Standard Definition Video vs. High Definition Video

High Definition Video Production

Producing a video that captures your audience’s attention and delivers your company’s message is no easy task. There are several things you can do to improve your company’s video and end up with a high definition video production that looks professional. If you’re producing a television commercial, training video or a promo video for your company website, it is important to understand the different video formats.

One of the most common issues we encounter is what quickly became a legacy format – standard definition. We frequently are asked by people who have of old videos that they would like to incorporate into their new video is we can incorporate those videos.

In this article we will discuss the different resolutions of digital video.

Digital Video Applications

Today, digital video production is being used in many different ways.
The list goes on and on. Knowing the application of your finished video production and understanding the different resolutions available for video production, will help you to select the right resolution for your project. Let’s start by understanding the difference between standard definition video (SD) and high definition video (HD).

Standard Definition Video (SD)

There are two types of standard definition video NTSC (short for National Television Committee) and PAL (short for Phase Alternating Line). Both have a 4:3 Ratio and both use non-square pixels. However the frame size and frame rates are different. NTSC video is 720 X 480 with a frame rate of 29.97. Pal video is 720 X 576 with a frame rate of 25. Both NTSC and Pal video are interlaced (which i will explain in a moment).

High Definition Video (HD)

High Definition video uses a non-anamorphic, 16:9 aspect ratio with square pixels and can be shot interlaced or progressive. HD video comes in multiple resolutions. The most commonly used are 720p (progressive), 1080p (progressive) and 1080i (interlaced). 720P is progressive and has a frame size of 1280 X 720 and can be shot at 23.98, 24, 25, 29.97, 59.94 or 60 frames per second. 1080P is also progressive and has a frame size of 1920 x 1080 and can be shot at 23.98, 24, 25, 29.97, 59.94 or 60 frames per second. 1080i is Interlaced and has a frame size of 1920 X 1080 and can be shot at 23.98, 25, 29.97,59.94 or 60 frames per second. Another important thing to understand is the difference between interlaced video and progressive video. Which method is used will depend on the application of your video production.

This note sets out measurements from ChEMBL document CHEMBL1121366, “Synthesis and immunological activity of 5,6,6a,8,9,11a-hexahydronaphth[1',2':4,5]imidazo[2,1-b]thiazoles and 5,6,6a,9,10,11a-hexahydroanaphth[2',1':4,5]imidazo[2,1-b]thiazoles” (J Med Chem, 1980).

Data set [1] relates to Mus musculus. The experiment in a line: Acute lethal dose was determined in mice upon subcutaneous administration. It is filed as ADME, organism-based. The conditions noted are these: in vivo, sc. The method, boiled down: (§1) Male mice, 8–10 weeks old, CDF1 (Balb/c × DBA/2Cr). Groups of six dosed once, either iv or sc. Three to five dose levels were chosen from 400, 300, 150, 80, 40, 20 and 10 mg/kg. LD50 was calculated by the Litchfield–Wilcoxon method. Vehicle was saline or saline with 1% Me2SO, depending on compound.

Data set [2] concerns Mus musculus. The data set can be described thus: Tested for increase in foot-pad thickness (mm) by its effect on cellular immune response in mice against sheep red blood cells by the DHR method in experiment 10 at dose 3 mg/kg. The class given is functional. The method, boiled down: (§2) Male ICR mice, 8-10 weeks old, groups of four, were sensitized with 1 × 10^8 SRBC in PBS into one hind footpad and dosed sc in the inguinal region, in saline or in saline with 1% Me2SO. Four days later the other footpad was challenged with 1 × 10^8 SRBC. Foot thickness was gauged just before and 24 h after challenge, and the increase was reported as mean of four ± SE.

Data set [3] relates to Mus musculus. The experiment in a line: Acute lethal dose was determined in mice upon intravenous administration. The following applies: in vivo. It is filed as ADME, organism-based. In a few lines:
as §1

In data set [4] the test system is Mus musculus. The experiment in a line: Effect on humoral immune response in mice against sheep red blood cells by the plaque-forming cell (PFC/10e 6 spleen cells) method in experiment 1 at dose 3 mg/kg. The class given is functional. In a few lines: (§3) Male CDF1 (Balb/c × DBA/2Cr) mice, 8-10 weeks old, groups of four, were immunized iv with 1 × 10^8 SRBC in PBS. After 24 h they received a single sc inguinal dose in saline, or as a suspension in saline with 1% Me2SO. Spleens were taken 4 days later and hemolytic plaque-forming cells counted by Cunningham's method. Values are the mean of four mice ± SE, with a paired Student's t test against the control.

Interlaced Video and Progressive Video

Video is made up of horizontal lines. The more horizontal lines a frame has the higher the quality of the video. NTSC video is made up of 480 horizontal lines and pal video is made up of 576 horizontal lines. Both NTSC video and Pal Video are Interlaced. Interlacing means that each frame is devided into two images, Odd lines in one image and even lines in another. These are known as fields. There is an odd field also know as the top field and the even field known also as the bottom field.
Interlaced image
Even Fields
Odd Fields
The images are then refreshed on the screen alternately for 1/60th of a second. This occurs so fast your brain combines the two images into one.

Interlaced video is used for analog cameras, VHS video and CRT based TV monitors (Cathode Ray Tube). Progressive Scan is used for computer monitors and digital televisions. Progressive scan displays all of the horizontal lines of an image at one time as a single frame.

Because both formats are so different, especially in size, there is often a loss of resolution if you’re working with a highly compressed version of the original, for example, trying to stretch a standard definition video from a DVD to fit into a high definition project.
When you start with a smaller size, for instance Standard Definition from a DVD which is only 480 pixels from top to bottom and stretch it to 720 or 1080 pixels top to bottom, you are not gaining any resolution. All you’re doing is stretching what’s there. Imagine putting on a t-shirt that’s too small. A petite size is not going to turn into a medium, but you can make it fit your frame. There’s nothing that magically adds more fabric that wasn’t there to begin with.

San Francisco Video Production

Video Production Capabilities

Television Commercials, Corporate Videos, Training Videos, Interviews, Infomercials, Instructional Videos, Educational Videos, Event Videos,Sales Presentation Videos, Product introduction Videos, Trade Show Videos, and many other types of Video Production

San Francisco Bay Area Video Production Company